SAN DIEGO (KGTV) — Evacuees at MCAS Miramar have circulated a petition at the base after a coronavirus patient was mistakenly reintroduced to those under quarantine.
The petition, which begins by thanking the Centers for Disease Control and Prevention, suggests several actions be taken at Miramar to mitigate the potential spread of the virus.
Samples from three patients brought to UC San Diego Medical Center were not labeled consistently with CDC regulations, leading to results being returned as negative, when in reality, the samples were not tested.
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One of those patients ended up testing positive for coronavirus. She was placed under self-isolation at the base before being brought back to the hospital.
Following the confusion, a petition — written in both English and Chinese by an unknown author — suggested several precautions be taken in the future:
- "Everyone in the facility be tested;
- Preventing the gathering of large numbers of people into small, enclosed environments. The alternatives we suggest are the following:
- In room temperature taking in the morning;
- Meals delivered to the door;
- Townhalls through conference calls;
- Periodic delivery of personal protective gear to each room including masks and sanitizing alcohol for in room disinfection;
- Provision of hand sanitizer at the front desk and in the playground; and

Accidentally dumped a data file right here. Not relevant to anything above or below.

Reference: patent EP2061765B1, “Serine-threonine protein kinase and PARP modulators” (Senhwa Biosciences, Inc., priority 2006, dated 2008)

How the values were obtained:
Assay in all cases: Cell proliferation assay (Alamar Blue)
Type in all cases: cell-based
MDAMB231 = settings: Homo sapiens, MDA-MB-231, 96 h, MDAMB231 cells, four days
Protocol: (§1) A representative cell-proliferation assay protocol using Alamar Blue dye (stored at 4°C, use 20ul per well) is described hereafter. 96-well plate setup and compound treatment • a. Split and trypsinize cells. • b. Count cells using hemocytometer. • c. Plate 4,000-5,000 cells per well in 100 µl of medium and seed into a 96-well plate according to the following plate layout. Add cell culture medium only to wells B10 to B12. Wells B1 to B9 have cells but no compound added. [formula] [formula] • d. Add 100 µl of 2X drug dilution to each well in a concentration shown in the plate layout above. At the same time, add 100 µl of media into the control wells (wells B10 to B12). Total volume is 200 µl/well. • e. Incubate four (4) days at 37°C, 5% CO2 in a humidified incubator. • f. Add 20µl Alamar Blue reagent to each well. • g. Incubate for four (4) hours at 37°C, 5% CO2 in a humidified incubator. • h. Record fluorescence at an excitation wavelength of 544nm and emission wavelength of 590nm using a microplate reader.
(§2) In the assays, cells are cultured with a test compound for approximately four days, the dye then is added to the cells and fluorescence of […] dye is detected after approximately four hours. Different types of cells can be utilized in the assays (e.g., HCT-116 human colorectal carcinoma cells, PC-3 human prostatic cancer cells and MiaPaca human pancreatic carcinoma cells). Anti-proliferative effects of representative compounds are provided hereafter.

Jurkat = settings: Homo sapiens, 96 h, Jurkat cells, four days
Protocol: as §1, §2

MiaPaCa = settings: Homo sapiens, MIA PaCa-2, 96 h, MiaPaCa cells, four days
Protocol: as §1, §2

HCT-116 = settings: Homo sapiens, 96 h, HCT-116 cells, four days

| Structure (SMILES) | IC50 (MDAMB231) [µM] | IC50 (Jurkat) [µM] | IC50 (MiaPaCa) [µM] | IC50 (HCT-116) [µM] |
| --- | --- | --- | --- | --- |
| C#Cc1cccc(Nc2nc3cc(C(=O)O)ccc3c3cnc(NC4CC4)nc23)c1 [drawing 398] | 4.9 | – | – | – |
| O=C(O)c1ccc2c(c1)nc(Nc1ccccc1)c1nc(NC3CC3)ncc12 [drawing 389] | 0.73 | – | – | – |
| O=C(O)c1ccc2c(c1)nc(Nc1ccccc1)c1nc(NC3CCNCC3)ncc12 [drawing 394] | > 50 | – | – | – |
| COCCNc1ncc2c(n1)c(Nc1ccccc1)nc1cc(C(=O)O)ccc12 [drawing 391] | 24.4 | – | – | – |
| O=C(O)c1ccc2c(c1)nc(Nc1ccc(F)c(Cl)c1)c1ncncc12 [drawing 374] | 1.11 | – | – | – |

- Disinfection of public areas 2-3 times/day including playground, laundry room, door knobs, etc."
The petition adds that, "CDC’s current working assumption is the virus won’t spread until symptoms develop. However, we strongly disagree with using that assumption as the basis against broader testing ... As such, we believe testing everyone at the facility would help identify potential suspects as early as possible, so the appropriate treatment could be put in place."
RELATED: First case of coronavirus confirmed in San Diego
The patient who tested positive for coronavirus is said to be doing well at UC San Diego Health. During a press conference Tuesday, officials said there has not been a known breach in the quarantine and there shouldn't be a concern among the general public.
"When you look at the big picture, the community remains safe, the people on the base remain safe, with the exception of one little laboratory piece," one official told the media.
The first flight carrying 167 evacuees arrived at MCAS Miramar on Feb. 5, before a second flight carrying 65 evacuees arrived the next day. Those passengers are all serving 14-day quarantines that started the day they left China.